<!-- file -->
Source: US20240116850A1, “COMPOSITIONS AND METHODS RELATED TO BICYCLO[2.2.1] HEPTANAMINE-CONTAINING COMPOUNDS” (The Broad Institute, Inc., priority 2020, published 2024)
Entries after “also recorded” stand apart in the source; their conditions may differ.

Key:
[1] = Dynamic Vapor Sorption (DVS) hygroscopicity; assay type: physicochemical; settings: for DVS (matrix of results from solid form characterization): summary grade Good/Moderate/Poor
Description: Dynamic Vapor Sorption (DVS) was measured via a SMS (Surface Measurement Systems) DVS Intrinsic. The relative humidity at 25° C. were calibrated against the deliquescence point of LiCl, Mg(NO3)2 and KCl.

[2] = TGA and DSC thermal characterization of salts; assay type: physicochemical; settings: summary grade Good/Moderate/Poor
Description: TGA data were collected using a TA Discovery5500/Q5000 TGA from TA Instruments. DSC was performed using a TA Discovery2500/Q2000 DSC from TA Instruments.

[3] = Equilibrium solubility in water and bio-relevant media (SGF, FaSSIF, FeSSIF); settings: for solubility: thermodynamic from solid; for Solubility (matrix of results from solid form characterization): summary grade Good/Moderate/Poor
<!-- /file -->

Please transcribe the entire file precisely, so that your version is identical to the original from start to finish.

Source: US20240116850A1, “COMPOSITIONS AND METHODS RELATED TO BICYCLO[2.2.1] HEPTANAMINE-CONTAINING COMPOUNDS” (The Broad Institute, Inc., priority 2020, published 2024)
Entries after “also recorded” stand apart in the source; their conditions may differ.

Key:
[1] = Dynamic Vapor Sorption (DVS) hygroscopicity; assay type: physicochemical; settings: for DVS (matrix of results from solid form characterization): summary grade Good/Moderate/Poor
Description: Dynamic Vapor Sorption (DVS) was measured via a SMS (Surface Measurement Systems) DVS Intrinsic. The relative humidity at 25° C. were calibrated against the deliquescence point of LiCl, Mg(NO3)2 and KCl.

[2] = TGA and DSC thermal characterization of salts; assay type: physicochemical; settings: summary grade Good/Moderate/Poor
Description: TGA data were collected using a TA Discovery5500/Q5000 TGA from TA Instruments. DSC was performed using a TA Discovery2500/Q2000 DSC from TA Instruments.

[3] = Equilibrium solubility in water and bio-relevant media (SGF, FaSSIF, FeSSIF); settings: for solubility: thermodynamic from solid; for Solubility (matrix of results from solid form characterization): summary grade Good/Moderate/Poor